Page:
What would have been a calm first week of the legislative session turned into an explosive debate on the floor of the Mississippi House of Representatives the morning of Tuesday, Jan. 13.
The blow-up was over Republicans' introduction of an alternative initiative, HCR 9, in a secretive committee meeting the day before as a response to Initiative 42, which already has enough signatures to appear on the November ballot.
The original initiative is in support of full funding of the Mississippi Adequate Education Program, which is required by law but which lawmakers often neglect.
The Legislature does not need to approve citizen-driven ballot initiatives, but state law allows them to approve "alternative" initiatives to also appear on the ballot. In a 64-57 vote, HCR 9, which would require the Legislature to provide "for the establishment, maintenance and support of an effective system of free public schools"—replacing the word "adequate" with "effective"—passed.
On the floor, many Democratic legislators claimed that the measure is simply a way to confuse voters and kill the original amendment, which would require the Legislature to provide for an "adequate" system of free public education—a law not popular with Republicans.
"When you vote for this today, you're voting for confusion," said Rep. Bo Eaton, D-Taylorsville.
Rep. Greg Snowden, R-Meridian, who introduced the resolution, said the alternative amendment gives another option to voters. "I was not concerned with how the ballot would look," Snowden said. "I am not concerned about this confusing anyone."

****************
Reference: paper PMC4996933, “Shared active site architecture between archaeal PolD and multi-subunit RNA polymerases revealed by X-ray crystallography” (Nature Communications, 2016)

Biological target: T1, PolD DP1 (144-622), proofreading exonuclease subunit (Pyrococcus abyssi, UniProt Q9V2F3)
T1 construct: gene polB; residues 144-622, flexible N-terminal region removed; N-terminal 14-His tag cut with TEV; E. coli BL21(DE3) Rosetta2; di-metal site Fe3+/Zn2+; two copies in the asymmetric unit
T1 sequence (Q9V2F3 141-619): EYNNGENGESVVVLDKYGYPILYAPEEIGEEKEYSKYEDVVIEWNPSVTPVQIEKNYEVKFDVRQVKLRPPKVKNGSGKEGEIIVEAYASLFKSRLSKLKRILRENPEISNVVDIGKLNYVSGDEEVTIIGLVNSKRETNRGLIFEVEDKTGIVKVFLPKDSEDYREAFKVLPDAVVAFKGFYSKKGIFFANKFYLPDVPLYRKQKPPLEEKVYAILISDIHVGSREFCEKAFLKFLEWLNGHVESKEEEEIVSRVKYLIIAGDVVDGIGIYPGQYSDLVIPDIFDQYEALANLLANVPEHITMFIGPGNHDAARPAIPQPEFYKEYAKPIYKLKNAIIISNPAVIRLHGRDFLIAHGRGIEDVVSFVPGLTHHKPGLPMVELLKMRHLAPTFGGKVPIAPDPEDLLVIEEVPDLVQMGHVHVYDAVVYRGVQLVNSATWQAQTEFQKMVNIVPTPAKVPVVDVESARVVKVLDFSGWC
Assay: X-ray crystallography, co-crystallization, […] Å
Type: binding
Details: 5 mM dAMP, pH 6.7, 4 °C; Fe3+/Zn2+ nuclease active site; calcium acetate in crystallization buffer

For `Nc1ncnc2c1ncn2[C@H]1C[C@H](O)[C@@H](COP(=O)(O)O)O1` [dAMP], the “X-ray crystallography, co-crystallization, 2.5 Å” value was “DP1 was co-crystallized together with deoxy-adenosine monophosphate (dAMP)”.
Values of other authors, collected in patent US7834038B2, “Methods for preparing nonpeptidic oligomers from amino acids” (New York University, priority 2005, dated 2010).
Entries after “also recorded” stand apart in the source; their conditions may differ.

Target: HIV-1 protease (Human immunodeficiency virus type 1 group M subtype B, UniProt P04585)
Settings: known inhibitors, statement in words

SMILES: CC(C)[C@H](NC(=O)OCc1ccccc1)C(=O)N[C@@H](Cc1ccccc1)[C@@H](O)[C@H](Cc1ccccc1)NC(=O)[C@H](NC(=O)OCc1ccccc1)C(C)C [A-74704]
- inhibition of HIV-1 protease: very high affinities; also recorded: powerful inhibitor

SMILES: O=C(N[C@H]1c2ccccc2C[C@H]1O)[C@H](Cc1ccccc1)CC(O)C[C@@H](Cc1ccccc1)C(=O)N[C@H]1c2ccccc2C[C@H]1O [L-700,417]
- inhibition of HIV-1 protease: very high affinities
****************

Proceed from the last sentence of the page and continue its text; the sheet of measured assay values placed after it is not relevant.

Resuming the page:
The Twitter account @42Truth does seem to be trying to seed confusion about Initiative 42, however. It sprang up the second day of the session, creating a tizzy among educational leaders with its anti-MAEP tweets. A Twitter search of #42truth, though, yields remarks mostly from public-school advocates refuting facts posted on the account.
Then There's Common Core
On opening day of the 2015 Mississippi legislative session, a pre-teen boy walked up the south steps of the Capitol to greet Gov. Phil Bryant. After saying hello, he stood gallantly and faced the crowd below holding a sign reading, "I am not common."
Bryant and Tea Party-affiliated lawmakers spoke to the crowd at the "Stop Common Core" rally—where Mississippians from all corners of the state hooped and hollered, carrying signs like, "Common Core Fails."
"I don't take a political position on this. I take a personal position on this," Gov. Phil Bryant said at the rally.
Members of the anti-Common Core movement believe the standards are federal overreach. "We're not here today to say take away those academic challenges. We're here to say make them better but take them away from the control of the federal government," Bryant said.
While none of the politicians who spoke at the rally—including Bryant; Sen. Angela Hill, R-Picayune; Sen. Michael Watson, R-Pascagoula; and Sen. Phillip Gandy, R-Waynesboro—spoke in detail about how the new standards would be crafted, Bryant assured they could be done without spending much money.
"Angela Hill could do a pretty good job at that, and it wouldn't cost us 8.6 million dollars," Bryant said of creating educational standards in the state.
Hill, a former science teacher, told the group that the state could adopt standards from other states, which would be free.
"It is not brain surgery. I can't do brain surgery, but I can write standards," she said.
While it is certain that lawmakers will file one or several bills to defund and repeal Common Core, none has yet been introduced.